If you're reading this, my guess is that you're probably building an image. That image is based on Windows 8.x and it's on the cusp of perfection. However, there's one last tweak that has eluded you.

Setting the Account Picture for domain users based on their photo in Active Directory.

Every couple of months I'd come back to this issue, hoping for a solution.

Truth is: it can be done. Caveat: it's not perfect.

A couple of days ago, I stumbled across an awesome blog post (referenced here) that provided some VB.NET code to implement this method.

I prefer PowerShell over compiled code for tasks like this. So I re-wrote the VB.NET code as a PowerShell script.

Now, as I mentioned above, there is a catch with this solution: the user must log off and on again for the updated picture to be shown in Windows.

In a VDI scenario with non-persistent disks, unfortunately this solution is not for you. For others who predominantly use a single pc, this script will change your life!

It basically takes the image out of Active Directory and stores it on the local machine in a hidden folder, then sets the location for Windows to use in the registry.

Before this script will work, Full Control permissions must be given to: HKLM\SOFTWARE\Microsoft\Windows\CurrentVersion\AccountPicture\Users and all descendants. This change can be rolled out in your base GPO for all machines. For those who need detailed instructions, please refer to the blog post referenced above.

The script can be downloaded here.

# Title:    Set-AccountPictureFromAD.ps1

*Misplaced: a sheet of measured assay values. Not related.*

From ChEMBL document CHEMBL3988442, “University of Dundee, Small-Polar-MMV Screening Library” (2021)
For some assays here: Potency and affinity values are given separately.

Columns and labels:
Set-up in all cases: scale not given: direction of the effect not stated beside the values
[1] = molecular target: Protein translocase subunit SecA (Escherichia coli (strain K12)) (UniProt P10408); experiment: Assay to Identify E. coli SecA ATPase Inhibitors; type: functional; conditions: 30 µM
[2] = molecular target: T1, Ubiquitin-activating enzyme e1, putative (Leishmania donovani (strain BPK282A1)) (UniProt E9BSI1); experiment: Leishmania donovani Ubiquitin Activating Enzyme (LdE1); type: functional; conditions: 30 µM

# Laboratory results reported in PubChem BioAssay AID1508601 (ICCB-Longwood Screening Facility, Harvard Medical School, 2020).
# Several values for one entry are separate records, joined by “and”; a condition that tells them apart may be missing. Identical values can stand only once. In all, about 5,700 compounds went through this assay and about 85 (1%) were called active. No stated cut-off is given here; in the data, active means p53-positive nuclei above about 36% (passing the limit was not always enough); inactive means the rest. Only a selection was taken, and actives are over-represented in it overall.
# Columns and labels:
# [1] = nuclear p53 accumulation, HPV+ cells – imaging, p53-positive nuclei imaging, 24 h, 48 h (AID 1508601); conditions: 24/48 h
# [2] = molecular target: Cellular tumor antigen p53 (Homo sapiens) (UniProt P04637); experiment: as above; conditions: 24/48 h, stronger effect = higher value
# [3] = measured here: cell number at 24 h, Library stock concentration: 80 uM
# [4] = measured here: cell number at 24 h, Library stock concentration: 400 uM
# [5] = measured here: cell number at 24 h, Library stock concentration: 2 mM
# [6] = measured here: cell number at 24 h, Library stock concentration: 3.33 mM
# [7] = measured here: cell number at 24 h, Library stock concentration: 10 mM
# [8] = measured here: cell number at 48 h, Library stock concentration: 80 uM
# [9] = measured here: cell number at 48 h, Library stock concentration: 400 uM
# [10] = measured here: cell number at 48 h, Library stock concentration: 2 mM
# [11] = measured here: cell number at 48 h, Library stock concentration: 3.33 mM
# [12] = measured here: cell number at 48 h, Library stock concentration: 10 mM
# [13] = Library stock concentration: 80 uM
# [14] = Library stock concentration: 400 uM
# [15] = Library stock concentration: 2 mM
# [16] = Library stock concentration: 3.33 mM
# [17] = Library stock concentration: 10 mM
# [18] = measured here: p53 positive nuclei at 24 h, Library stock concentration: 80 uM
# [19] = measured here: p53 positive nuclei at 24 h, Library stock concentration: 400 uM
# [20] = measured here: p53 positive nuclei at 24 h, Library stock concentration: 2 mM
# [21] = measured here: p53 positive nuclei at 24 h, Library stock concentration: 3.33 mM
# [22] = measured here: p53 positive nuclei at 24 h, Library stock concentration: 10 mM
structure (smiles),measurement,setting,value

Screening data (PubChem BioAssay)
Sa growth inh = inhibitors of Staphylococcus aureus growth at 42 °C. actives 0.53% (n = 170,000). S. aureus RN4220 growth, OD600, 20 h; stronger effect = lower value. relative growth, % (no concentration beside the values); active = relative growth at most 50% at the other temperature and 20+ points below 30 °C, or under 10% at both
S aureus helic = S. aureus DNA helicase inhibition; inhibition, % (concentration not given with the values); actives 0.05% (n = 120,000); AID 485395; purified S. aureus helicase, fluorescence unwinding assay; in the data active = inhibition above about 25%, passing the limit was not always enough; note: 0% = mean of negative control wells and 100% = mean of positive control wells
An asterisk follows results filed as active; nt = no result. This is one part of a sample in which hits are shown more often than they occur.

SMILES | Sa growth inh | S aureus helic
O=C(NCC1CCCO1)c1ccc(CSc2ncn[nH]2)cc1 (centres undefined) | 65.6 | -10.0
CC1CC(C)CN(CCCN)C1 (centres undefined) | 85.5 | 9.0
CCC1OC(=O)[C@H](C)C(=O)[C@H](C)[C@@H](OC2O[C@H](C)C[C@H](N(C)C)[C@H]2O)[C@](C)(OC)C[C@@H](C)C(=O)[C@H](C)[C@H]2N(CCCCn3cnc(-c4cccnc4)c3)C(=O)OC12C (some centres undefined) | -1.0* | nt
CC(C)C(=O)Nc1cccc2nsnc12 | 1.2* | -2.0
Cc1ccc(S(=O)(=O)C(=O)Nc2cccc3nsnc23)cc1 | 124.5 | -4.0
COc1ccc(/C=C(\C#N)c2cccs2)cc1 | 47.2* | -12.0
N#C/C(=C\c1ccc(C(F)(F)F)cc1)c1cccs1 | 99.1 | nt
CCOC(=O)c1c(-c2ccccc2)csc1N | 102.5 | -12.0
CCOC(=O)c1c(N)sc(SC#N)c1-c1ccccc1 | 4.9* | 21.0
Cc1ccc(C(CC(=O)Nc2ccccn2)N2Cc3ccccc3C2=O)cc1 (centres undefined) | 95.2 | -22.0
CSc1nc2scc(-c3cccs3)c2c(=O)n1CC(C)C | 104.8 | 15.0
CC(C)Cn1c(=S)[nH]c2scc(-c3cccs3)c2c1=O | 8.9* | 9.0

# Author:    Jourdan Templeton
# Email:    hello@jourdant.me
# Modified:    12/06/2014 3:27PM NZDT

function Test-Null($InputObject) { return !([bool]$InputObject) }

#get sid and photo for current user
$user = ([ADSISearcher]"(&(objectCategory=User)(SAMAccountName=$env:username))").FindOne().Properties
$user_photo = $user.thumbnailphoto
$user_sid = [System.Security.Principal.WindowsIdentity]::GetCurrent().User.Value
Write-Verbose "Updating account picture for $($user.displayname)..."

#continue if an image was returned
If ((Test-Null $user_photo) -eq $false)
    Write-Verbose "Success. Photo exists in Active Directory."

    #set up image sizes and base path
    $image_sizes = @(40, 96, 200, 240, 448)
    $image_mask = "Image{0}.jpg"
    $image_base = $env:public + "\AccountPictures"

    #set up registry
    $reg_base = "HKLM:\SOFTWARE\Microsoft\Windows\CurrentVersion\AccountPicture\Users\{0}"
    $reg_key = [string]::format($reg_base, $user_sid)
    $reg_value_mask = "Image{0}"
    If ((Test-Path -Path $reg_key) -eq $false) { New-Item -Path $reg_key } 

    #save images, set reg keys
    ForEach ($size in $image_sizes)
        #create hidden directory, if it doesn't exist
        $dir = $image_base + "\" + $user_sid
        If ((Test-Path -Path $dir) -eq $false) { $(mkdir $dir).Attributes = "Hidden" }

        #save photo to disk, overwrite existing files
        $file_name = ([string]::format($image_mask, $size))
        $path = $dir + "\" + $file_name
        Write-Verbose "  saving: $file_name"
        $user_photo | Set-Content -Path $path -Encoding Byte -Force

        #save the path in registry, overwrite existing entries
        $name = [string]::format($reg_value_mask, $size)
        $value = New-ItemProperty -Path $reg_key -Name $name -Value $path -Force

    Write-Verbose "Done."
} else { Write-Error "No photo found in Active Directory for $env:username" }

Often, it's the small changes that make a big difference for users.

To test the script you can run it with the -Verbose PowerShell flag to see what's happening.

I leave you with a caution. The general reaction from our users after implementing this script is one of shock and surprise. Either they're happy with their photo and all is well, or they hate it and will do anything to get rid of it! ;)

Here's another post I found helpful (referenced here).

Feel free to post your questions and comments below.

[UPDATE 18/07/2014]: Test-Null function fixed